The greatest achievement
of this book is a deconstruction
--it's so well-explained, and although serious, also very funny. It's clear enough to even give your average conservative
It's also a book that makes you feel good about being to the left and that we're all not bedwetting liberals.
Well, yeah, it's not the quintessential work of American liberalism, and he is playing it for laughs, but there are some good points made in the book. From the time, as well, it was an expression of the hypocrisy Franken saw in some of the Contract With America conservatives who touted family values while philandering and divorcing and just being mean.
And, also, to be fair, Rush Limbaugh is not fat anymore since he's been married to his aerobics instructor wife. I guess the third time is the charm. In fact, this was not lost on Al Franken--this is what Al had to say about it in The Nation earlier this year:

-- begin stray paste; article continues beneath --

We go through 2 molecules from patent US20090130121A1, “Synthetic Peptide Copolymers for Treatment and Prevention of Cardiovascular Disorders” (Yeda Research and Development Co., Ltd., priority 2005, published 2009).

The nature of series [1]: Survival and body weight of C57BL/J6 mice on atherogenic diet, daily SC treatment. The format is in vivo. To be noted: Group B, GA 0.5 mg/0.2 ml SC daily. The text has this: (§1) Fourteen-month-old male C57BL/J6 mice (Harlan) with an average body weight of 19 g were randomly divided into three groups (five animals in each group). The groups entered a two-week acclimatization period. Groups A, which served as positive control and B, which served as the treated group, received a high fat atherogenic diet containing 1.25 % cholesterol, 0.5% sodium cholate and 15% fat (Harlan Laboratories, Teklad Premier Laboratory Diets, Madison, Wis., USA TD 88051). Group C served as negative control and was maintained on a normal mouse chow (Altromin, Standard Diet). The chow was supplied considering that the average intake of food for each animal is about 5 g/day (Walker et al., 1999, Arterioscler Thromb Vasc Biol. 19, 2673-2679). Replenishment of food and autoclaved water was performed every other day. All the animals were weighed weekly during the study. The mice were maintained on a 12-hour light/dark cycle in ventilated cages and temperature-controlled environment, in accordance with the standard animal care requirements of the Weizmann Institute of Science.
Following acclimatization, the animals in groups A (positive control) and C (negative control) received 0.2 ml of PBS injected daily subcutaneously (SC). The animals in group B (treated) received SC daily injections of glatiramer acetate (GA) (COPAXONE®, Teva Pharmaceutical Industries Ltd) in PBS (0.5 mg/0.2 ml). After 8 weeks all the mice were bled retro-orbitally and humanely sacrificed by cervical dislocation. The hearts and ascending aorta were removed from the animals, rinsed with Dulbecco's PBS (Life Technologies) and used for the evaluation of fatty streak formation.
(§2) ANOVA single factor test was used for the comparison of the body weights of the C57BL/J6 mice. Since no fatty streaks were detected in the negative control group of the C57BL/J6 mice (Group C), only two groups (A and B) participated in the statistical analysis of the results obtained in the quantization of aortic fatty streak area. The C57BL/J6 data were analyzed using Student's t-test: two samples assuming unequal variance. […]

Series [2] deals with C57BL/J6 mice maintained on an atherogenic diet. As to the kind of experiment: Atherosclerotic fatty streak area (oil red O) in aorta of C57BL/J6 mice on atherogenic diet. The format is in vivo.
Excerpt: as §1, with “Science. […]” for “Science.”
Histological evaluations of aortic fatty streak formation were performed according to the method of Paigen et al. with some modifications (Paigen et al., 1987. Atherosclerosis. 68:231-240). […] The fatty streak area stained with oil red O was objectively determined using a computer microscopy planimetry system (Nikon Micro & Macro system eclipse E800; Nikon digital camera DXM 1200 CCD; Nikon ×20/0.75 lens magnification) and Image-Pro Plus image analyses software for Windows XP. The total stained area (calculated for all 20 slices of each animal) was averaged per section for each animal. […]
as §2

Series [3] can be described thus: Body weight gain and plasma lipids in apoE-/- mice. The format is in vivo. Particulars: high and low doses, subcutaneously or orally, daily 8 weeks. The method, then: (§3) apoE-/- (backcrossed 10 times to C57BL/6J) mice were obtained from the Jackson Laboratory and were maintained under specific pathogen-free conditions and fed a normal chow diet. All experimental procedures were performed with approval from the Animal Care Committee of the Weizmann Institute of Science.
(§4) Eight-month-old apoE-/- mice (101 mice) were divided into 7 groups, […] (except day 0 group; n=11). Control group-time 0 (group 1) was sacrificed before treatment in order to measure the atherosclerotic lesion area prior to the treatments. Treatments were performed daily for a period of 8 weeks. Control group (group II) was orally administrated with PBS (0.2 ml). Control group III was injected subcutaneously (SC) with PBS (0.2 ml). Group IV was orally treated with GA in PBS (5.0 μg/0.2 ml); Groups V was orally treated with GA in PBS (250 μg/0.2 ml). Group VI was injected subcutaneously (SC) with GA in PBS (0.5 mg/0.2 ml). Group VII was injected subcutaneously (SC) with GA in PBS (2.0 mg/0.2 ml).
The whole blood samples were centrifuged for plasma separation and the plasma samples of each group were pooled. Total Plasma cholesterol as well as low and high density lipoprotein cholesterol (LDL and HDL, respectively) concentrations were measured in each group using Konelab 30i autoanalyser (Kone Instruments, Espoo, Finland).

Which brings me to the "big fat" part. When Rush was last on TV regularly, he was very, very, very fat. And that, I think, is one of the reasons he wants the (Monday Night Football) job. Since my book came out, Rush has lost a lot of weight, and I don't blame him for wanting America to see that he is no longer, as doctors put it, "morbidly obese." The reality is, I saved the man's life, halting his slide into food-assisted suicide. Has he thanked me? No.